WATCHMEN Director on the Pilot’s Most Unusual Action Scene

Nicole Kassell knows good television. You can sense that when you tick through her résumé, a robust and impressive collection of titles: Westworld, The Americans, Better Call Saul. For the last decade, she’s worked hard directing episodes of these shows and busting down gender barriers for women in media. But it was her work on HBO’s The Leftovers that changed her career in a major way. It introduced her to showrunner Damon Lindelof, whom she’s now collaborating with on an adaptation of Alan Moore’s seminal 1987 graphic novel Watchmen. Kassell directed the first two episodes of the show and also serves as executive producer, meaning she’s intimately involved in major creative decisions. Ahead of the pilot’s premiere on HBO, Kassell chatted with Nerdist about working on the show and what viewers can expect.

There was one scene from the pilot that we really wanted to discuss with Kassell, and it’s not the much-talked-about prologue or even that shocking ending. Rather, a unique action scene that felt unlike anything we’ve ever seen on TV⁠—or anywhere else, for that matter. It’s a sequence that, as we learned during our conversation, is both a riveting set piece and a bit of a thesis statement for this new take on Watchmen.

Major spoilers for the pilot episode of Watchmen below

The pilot, titled “It’s Summer and We’re Running Out of Ice” (which takes its name from the song “Pore Jud Is Daid” from the musical Oklahoma!) introduces us to a very different version of modern day Tulsa: police wear masks to protect their identities; racial power structures seem in reverse⁠—most cops are black, and are hunted by a group known as the Seventh Kavalry, a white-supremacist terrorist organization who wear Rorschach masks, their philosophies inspired by said character.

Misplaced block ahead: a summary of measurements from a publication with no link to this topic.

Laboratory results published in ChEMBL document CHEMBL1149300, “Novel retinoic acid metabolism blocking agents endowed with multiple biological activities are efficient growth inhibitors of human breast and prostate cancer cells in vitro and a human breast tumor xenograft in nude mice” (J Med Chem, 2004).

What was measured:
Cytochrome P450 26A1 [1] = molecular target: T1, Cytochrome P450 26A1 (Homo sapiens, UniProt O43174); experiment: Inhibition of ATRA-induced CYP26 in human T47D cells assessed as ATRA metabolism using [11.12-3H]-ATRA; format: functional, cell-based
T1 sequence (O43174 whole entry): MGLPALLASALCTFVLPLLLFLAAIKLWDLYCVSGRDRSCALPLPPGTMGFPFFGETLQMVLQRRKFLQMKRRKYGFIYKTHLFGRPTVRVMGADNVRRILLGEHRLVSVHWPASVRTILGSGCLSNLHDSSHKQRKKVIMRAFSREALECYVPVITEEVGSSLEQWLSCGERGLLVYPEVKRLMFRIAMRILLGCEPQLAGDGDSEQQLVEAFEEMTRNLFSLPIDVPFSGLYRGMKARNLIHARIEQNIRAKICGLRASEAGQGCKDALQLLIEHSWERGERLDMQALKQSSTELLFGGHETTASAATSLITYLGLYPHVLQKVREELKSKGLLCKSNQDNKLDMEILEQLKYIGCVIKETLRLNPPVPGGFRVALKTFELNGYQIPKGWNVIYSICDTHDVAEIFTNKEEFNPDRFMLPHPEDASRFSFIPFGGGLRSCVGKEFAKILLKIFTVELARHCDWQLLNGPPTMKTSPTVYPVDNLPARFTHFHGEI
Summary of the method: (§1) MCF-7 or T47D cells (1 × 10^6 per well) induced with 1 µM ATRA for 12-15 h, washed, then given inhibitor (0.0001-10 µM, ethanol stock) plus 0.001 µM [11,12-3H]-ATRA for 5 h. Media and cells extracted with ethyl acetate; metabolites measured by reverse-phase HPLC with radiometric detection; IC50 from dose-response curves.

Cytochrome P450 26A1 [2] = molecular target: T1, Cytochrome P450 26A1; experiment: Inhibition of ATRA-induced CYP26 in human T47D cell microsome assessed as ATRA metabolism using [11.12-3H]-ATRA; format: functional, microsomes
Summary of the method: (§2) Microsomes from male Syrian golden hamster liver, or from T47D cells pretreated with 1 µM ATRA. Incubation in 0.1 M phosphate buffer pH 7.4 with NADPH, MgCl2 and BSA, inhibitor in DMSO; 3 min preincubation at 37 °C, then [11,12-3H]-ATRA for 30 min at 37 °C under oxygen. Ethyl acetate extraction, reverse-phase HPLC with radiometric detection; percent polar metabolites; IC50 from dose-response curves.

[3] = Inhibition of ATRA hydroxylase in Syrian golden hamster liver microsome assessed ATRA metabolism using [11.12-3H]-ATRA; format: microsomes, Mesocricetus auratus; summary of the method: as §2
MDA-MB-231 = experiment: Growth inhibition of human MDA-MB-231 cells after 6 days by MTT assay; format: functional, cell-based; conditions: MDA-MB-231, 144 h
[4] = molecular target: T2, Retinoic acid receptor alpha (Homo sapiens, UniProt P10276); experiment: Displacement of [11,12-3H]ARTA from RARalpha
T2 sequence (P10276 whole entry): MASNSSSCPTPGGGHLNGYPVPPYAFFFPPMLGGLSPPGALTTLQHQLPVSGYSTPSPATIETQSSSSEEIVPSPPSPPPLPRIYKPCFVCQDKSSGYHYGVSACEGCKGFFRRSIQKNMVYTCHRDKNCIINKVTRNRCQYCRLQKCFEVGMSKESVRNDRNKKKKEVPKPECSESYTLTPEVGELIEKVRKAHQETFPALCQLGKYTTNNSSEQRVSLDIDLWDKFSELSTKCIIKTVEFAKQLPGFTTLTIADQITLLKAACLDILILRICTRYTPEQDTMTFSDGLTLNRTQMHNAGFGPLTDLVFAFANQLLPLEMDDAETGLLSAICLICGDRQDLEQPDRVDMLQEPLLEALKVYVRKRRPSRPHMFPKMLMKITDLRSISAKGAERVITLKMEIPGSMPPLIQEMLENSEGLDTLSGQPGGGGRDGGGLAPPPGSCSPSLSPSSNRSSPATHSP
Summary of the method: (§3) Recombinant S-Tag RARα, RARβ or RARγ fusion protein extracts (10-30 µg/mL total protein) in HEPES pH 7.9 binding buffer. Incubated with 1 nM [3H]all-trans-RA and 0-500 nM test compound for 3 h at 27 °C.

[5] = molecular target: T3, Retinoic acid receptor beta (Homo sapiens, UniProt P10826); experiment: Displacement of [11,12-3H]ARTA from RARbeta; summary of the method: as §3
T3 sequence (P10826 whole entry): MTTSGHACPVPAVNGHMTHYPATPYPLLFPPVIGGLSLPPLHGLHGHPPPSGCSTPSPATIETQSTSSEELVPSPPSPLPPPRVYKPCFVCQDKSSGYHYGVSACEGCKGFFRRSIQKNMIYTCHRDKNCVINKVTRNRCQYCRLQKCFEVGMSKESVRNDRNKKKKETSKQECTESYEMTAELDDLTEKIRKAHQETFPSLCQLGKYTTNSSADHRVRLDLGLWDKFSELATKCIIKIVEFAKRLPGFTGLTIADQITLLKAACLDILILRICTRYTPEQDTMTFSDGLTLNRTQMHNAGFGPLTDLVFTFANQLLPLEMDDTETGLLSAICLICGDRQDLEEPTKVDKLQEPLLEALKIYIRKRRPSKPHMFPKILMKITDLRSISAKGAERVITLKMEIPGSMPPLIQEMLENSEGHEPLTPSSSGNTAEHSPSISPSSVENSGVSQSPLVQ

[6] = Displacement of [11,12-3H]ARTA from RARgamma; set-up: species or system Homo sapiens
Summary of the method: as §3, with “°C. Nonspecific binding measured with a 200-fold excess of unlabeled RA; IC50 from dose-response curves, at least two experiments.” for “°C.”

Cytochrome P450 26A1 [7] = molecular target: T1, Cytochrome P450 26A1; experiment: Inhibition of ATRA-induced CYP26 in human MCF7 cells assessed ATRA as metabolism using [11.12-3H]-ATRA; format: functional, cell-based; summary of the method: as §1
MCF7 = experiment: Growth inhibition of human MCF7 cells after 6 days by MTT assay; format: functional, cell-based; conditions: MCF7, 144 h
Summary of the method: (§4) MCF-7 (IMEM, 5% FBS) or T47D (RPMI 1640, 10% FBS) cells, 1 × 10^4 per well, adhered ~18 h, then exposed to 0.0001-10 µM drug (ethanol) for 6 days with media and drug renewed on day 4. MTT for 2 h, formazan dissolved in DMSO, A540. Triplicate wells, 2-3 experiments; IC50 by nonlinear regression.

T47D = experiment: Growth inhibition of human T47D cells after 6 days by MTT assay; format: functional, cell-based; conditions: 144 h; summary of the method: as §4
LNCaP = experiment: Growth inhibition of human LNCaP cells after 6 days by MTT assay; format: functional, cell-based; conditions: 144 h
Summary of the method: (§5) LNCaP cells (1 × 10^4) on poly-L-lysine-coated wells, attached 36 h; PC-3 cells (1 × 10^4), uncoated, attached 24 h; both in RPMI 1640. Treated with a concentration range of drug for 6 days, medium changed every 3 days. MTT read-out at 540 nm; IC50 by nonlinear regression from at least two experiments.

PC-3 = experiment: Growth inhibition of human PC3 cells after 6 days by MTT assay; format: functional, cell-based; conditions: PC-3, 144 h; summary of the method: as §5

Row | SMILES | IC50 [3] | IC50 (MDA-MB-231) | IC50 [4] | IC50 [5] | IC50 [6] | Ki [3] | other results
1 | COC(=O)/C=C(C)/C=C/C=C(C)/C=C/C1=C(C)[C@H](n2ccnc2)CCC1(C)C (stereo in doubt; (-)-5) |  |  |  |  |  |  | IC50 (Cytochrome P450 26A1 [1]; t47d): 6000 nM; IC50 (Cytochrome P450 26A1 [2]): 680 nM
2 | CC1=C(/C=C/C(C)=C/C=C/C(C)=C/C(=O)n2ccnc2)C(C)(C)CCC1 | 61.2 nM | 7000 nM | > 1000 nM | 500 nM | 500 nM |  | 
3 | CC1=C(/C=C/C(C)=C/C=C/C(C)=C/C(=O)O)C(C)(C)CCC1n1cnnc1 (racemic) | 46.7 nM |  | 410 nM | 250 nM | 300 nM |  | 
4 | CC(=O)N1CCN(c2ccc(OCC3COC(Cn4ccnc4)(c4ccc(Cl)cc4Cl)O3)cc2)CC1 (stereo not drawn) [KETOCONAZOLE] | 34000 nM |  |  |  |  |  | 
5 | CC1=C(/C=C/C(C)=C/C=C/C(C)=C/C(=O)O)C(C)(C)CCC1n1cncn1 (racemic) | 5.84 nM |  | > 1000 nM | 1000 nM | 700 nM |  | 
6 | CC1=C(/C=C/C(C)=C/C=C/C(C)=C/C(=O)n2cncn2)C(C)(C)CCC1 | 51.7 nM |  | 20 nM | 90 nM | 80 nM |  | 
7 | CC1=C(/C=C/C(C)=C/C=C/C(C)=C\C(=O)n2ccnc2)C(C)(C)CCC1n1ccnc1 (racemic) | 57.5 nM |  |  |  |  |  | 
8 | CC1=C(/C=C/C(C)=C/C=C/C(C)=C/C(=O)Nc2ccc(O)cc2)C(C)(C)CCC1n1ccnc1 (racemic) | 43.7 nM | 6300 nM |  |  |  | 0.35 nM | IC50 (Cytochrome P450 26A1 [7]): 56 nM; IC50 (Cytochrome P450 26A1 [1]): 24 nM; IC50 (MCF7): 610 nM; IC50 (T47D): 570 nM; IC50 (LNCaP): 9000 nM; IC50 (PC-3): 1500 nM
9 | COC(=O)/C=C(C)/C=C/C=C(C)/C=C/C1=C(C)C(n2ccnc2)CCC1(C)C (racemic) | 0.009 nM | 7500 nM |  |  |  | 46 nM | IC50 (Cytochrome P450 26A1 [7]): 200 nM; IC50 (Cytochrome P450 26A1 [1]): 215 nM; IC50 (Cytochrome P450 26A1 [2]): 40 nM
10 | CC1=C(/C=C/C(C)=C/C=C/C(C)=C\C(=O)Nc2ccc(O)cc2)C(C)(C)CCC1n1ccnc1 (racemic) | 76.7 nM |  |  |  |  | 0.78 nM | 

Luckily, there’s a team of masked detectives led by Regina King’s Sister Night, a former cop, hoping to snuff the Seventh Kavalry out. In the pilot, Sister Night follows a breadcrumb trail and discovers a Kavalry compound where a massive shootout takes place. It’s a thrilling sequence set at night in a field, where cows are used as shields, and blood and bullets fall like rain.


“It was the weirdest sequence to read and to wrap our heads around,” said Kassell of the sequence. “It’s very funny and disturbing.”

But it’s not just there to be gross-out fodder or to shock audiences. Kassell explained that setting these cows in the middle of a violent shootout was a different way to show the “horrors of violence.” 

It was very important to me that the cows would not simply just die, but that there’d be suffering,” she said. “We’ve gotten so desensitized to seeing humans massacre. Making it innocent cows was a way to wake [the audience] up.” 

Kassell said the scene was full of technical challenges, as you can probably imagine. Some of the cows were real (“Who knew that cows like to lie down and sleep at night?” she joked.) so keeping them awake and functional was difficult. “The real challenge was once the gunfire started. Describing it to the actors, and having to talk them through what would be happening. How the cows would be stampeding, or the bullets shredding a body.”

The Seventh Kavalry members end up escaping on a plane, so the mission is ultimately unsuccessful. But the moment isn’t just a one and done action set piece; Kassell explained that this whole sequence explains a lot about what this version of Watchmen will be.

It’s kind of a pinnacle moment, this one scene taking all of the different tones throughout the episode, if not the season, and saying these are all going to live in the same space,” she said. 

Violence. Oppression. The cost of innocent lives. This is Watchmen. We can’t wait to see where it goes next.

Featured Image: HBO

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